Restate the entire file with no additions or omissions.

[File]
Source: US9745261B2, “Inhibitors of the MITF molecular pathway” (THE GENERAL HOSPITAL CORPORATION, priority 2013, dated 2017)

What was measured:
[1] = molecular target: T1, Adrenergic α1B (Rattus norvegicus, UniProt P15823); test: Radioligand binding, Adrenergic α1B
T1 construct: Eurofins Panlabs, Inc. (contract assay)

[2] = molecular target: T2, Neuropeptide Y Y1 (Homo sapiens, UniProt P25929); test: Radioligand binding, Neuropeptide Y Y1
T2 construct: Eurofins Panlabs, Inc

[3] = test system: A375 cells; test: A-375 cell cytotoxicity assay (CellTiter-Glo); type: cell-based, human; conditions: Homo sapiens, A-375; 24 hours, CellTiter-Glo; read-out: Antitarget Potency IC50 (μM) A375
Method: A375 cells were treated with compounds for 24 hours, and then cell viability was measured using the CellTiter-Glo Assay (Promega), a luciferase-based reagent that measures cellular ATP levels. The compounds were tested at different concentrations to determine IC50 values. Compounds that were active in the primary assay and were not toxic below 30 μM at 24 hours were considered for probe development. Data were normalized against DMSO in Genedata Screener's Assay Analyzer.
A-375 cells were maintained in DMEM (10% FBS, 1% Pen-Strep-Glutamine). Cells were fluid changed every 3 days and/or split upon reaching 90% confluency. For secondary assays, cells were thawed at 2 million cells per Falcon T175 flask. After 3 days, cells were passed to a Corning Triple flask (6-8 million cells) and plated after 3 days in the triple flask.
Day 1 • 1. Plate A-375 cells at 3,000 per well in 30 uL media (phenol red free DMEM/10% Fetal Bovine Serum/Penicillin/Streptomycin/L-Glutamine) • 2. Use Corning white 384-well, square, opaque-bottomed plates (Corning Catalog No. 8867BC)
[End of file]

Source: US9745261B2, “Inhibitors of the MITF molecular pathway” (THE GENERAL HOSPITAL CORPORATION, priority 2013, dated 2017)

What was measured:
[1] = molecular target: T1, Adrenergic α1B (Rattus norvegicus, UniProt P15823); test: Radioligand binding, Adrenergic α1B
T1 construct: Eurofins Panlabs, Inc. (contract assay)

[2] = molecular target: T2, Neuropeptide Y Y1 (Homo sapiens, UniProt P25929); test: Radioligand binding, Neuropeptide Y Y1
T2 construct: Eurofins Panlabs, Inc

[3] = test system: A375 cells; test: A-375 cell cytotoxicity assay (CellTiter-Glo); type: cell-based, human; conditions: Homo sapiens, A-375; 24 hours, CellTiter-Glo; read-out: Antitarget Potency IC50 (μM) A375
Method: A375 cells were treated with compounds for 24 hours, and then cell viability was measured using the CellTiter-Glo Assay (Promega), a luciferase-based reagent that measures cellular ATP levels. The compounds were tested at different concentrations to determine IC50 values. Compounds that were active in the primary assay and were not toxic below 30 μM at 24 hours were considered for probe development. Data were normalized against DMSO in Genedata Screener's Assay Analyzer.
A-375 cells were maintained in DMEM (10% FBS, 1% Pen-Strep-Glutamine). Cells were fluid changed every 3 days and/or split upon reaching 90% confluency. For secondary assays, cells were thawed at 2 million cells per Falcon T175 flask. After 3 days, cells were passed to a Corning Triple flask (6-8 million cells) and plated after 3 days in the triple flask.
Day 1 • 1. Plate A-375 cells at 3,000 per well in 30 uL media (phenol red free DMEM/10% Fetal Bovine Serum/Penicillin/Streptomycin/L-Glutamine) • 2. Use Corning white 384-well, square, opaque-bottomed plates (Corning Catalog No. 8867BC)